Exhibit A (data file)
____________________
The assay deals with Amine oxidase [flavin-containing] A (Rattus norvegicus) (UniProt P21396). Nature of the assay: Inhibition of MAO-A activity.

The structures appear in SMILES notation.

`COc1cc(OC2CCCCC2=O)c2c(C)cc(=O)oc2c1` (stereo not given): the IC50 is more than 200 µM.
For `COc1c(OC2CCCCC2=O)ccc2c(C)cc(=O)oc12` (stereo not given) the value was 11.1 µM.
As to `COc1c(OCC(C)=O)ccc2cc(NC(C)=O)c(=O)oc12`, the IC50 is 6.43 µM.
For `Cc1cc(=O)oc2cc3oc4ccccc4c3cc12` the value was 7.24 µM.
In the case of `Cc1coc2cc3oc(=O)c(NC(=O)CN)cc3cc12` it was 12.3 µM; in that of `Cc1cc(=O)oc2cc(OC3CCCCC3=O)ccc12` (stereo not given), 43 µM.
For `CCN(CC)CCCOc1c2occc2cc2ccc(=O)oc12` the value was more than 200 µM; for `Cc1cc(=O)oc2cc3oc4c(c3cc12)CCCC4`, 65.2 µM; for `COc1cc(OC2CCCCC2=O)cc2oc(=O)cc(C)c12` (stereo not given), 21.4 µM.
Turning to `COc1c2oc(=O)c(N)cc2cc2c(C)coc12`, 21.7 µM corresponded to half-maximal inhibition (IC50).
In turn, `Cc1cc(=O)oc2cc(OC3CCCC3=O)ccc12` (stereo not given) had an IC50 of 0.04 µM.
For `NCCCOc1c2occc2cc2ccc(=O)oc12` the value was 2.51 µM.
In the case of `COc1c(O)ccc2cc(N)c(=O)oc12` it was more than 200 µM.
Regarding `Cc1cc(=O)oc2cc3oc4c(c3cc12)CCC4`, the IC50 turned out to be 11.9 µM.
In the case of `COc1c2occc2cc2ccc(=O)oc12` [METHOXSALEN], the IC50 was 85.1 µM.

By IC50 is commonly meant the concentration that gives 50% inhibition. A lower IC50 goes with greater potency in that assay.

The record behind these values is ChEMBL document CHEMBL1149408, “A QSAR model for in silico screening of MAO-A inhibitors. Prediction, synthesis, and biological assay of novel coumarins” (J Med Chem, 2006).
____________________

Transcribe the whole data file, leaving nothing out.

The assay deals with Amine oxidase [flavin-containing] A (Rattus norvegicus) (UniProt P21396). Nature of the assay: Inhibition of MAO-A activity.

The structures appear in SMILES notation.

`COc1cc(OC2CCCCC2=O)c2c(C)cc(=O)oc2c1` (stereo not given): the IC50 is more than 200 µM.
For `COc1c(OC2CCCCC2=O)ccc2c(C)cc(=O)oc12` (stereo not given) the value was 11.1 µM.
As to `COc1c(OCC(C)=O)ccc2cc(NC(C)=O)c(=O)oc12`, the IC50 is 6.43 µM.
For `Cc1cc(=O)oc2cc3oc4ccccc4c3cc12` the value was 7.24 µM.
In the case of `Cc1coc2cc3oc(=O)c(NC(=O)CN)cc3cc12` it was 12.3 µM; in that of `Cc1cc(=O)oc2cc(OC3CCCCC3=O)ccc12` (stereo not given), 43 µM.
For `CCN(CC)CCCOc1c2occc2cc2ccc(=O)oc12` the value was more than 200 µM; for `Cc1cc(=O)oc2cc3oc4c(c3cc12)CCCC4`, 65.2 µM; for `COc1cc(OC2CCCCC2=O)cc2oc(=O)cc(C)c12` (stereo not given), 21.4 µM.
Turning to `COc1c2oc(=O)c(N)cc2cc2c(C)coc12`, 21.7 µM corresponded to half-maximal inhibition (IC50).
In turn, `Cc1cc(=O)oc2cc(OC3CCCC3=O)ccc12` (stereo not given) had an IC50 of 0.04 µM.
For `NCCCOc1c2occc2cc2ccc(=O)oc12` the value was 2.51 µM.
In the case of `COc1c(O)ccc2cc(N)c(=O)oc12` it was more than 200 µM.
Regarding `Cc1cc(=O)oc2cc3oc4c(c3cc12)CCC4`, the IC50 turned out to be 11.9 µM.
In the case of `COc1c2occc2cc2ccc(=O)oc12` [METHOXSALEN], the IC50 was 85.1 µM.

By IC50 is commonly meant the concentration that gives 50% inhibition. A lower IC50 goes with greater potency in that assay.

The record behind these values is ChEMBL document CHEMBL1149408, “A QSAR model for in silico screening of MAO-A inhibitors. Prediction, synthesis, and biological assay of novel coumarins” (J Med Chem, 2006).